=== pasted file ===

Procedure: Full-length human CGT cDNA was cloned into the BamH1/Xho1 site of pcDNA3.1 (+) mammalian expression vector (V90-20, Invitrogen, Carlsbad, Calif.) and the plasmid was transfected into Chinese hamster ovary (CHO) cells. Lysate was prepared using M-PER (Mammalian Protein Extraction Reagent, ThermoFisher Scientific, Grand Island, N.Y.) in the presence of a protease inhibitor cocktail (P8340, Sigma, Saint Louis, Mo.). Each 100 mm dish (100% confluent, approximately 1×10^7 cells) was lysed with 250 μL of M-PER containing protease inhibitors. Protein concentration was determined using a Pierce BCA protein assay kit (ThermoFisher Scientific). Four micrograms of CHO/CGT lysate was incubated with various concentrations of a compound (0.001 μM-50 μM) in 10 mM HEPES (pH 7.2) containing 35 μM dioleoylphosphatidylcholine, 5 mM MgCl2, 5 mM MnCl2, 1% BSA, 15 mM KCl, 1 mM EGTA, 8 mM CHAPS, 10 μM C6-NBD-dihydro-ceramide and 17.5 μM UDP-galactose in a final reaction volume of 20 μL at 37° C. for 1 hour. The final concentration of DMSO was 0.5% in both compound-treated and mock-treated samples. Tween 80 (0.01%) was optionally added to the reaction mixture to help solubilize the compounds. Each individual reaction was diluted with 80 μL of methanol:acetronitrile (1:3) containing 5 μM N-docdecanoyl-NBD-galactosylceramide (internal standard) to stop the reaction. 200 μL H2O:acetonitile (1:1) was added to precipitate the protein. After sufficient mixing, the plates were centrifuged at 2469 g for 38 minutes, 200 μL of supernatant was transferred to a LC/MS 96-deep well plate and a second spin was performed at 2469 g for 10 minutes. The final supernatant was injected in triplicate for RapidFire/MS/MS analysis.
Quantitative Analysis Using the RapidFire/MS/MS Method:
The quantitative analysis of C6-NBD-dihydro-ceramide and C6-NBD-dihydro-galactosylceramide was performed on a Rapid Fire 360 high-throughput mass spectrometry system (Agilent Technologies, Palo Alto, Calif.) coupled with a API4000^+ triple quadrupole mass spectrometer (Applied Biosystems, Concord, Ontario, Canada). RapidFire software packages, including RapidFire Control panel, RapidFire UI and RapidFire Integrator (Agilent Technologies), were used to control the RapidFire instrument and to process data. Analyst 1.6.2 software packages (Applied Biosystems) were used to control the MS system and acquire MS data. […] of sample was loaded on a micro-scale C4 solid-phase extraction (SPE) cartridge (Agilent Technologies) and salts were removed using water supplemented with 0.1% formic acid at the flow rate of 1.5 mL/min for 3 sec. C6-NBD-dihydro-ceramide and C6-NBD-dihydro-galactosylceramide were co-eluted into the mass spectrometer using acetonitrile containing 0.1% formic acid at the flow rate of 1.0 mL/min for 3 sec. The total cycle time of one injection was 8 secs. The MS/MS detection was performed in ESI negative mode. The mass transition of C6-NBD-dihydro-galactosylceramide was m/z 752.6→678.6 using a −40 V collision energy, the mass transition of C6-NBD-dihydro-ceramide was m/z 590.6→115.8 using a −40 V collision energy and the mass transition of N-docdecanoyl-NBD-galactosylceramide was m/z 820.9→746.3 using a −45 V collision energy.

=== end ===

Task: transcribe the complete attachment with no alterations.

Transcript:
Procedure: Full-length human CGT cDNA was cloned into the BamH1/Xho1 site of pcDNA3.1 (+) mammalian expression vector (V90-20, Invitrogen, Carlsbad, Calif.) and the plasmid was transfected into Chinese hamster ovary (CHO) cells. Lysate was prepared using M-PER (Mammalian Protein Extraction Reagent, ThermoFisher Scientific, Grand Island, N.Y.) in the presence of a protease inhibitor cocktail (P8340, Sigma, Saint Louis, Mo.). Each 100 mm dish (100% confluent, approximately 1×10^7 cells) was lysed with 250 μL of M-PER containing protease inhibitors. Protein concentration was determined using a Pierce BCA protein assay kit (ThermoFisher Scientific). Four micrograms of CHO/CGT lysate was incubated with various concentrations of a compound (0.001 μM-50 μM) in 10 mM HEPES (pH 7.2) containing 35 μM dioleoylphosphatidylcholine, 5 mM MgCl2, 5 mM MnCl2, 1% BSA, 15 mM KCl, 1 mM EGTA, 8 mM CHAPS, 10 μM C6-NBD-dihydro-ceramide and 17.5 μM UDP-galactose in a final reaction volume of 20 μL at 37° C. for 1 hour. The final concentration of DMSO was 0.5% in both compound-treated and mock-treated samples. Tween 80 (0.01%) was optionally added to the reaction mixture to help solubilize the compounds. Each individual reaction was diluted with 80 μL of methanol:acetronitrile (1:3) containing 5 μM N-docdecanoyl-NBD-galactosylceramide (internal standard) to stop the reaction. 200 μL H2O:acetonitile (1:1) was added to precipitate the protein. After sufficient mixing, the plates were centrifuged at 2469 g for 38 minutes, 200 μL of supernatant was transferred to a LC/MS 96-deep well plate and a second spin was performed at 2469 g for 10 minutes. The final supernatant was injected in triplicate for RapidFire/MS/MS analysis.
Quantitative Analysis Using the RapidFire/MS/MS Method:
The quantitative analysis of C6-NBD-dihydro-ceramide and C6-NBD-dihydro-galactosylceramide was performed on a Rapid Fire 360 high-throughput mass spectrometry system (Agilent Technologies, Palo Alto, Calif.) coupled with a API4000^+ triple quadrupole mass spectrometer (Applied Biosystems, Concord, Ontario, Canada). RapidFire software packages, including RapidFire Control panel, RapidFire UI and RapidFire Integrator (Agilent Technologies), were used to control the RapidFire instrument and to process data. Analyst 1.6.2 software packages (Applied Biosystems) were used to control the MS system and acquire MS data. […] of sample was loaded on a micro-scale C4 solid-phase extraction (SPE) cartridge (Agilent Technologies) and salts were removed using water supplemented with 0.1% formic acid at the flow rate of 1.5 mL/min for 3 sec. C6-NBD-dihydro-ceramide and C6-NBD-dihydro-galactosylceramide were co-eluted into the mass spectrometer using acetonitrile containing 0.1% formic acid at the flow rate of 1.0 mL/min for 3 sec. The total cycle time of one injection was 8 secs. The MS/MS detection was performed in ESI negative mode. The mass transition of C6-NBD-dihydro-galactosylceramide was m/z 752.6→678.6 using a −40 V collision energy, the mass transition of C6-NBD-dihydro-ceramide was m/z 590.6→115.8 using a −40 V collision energy and the mass transition of N-docdecanoyl-NBD-galactosylceramide was m/z 820.9→746.3 using a −45 V collision energy.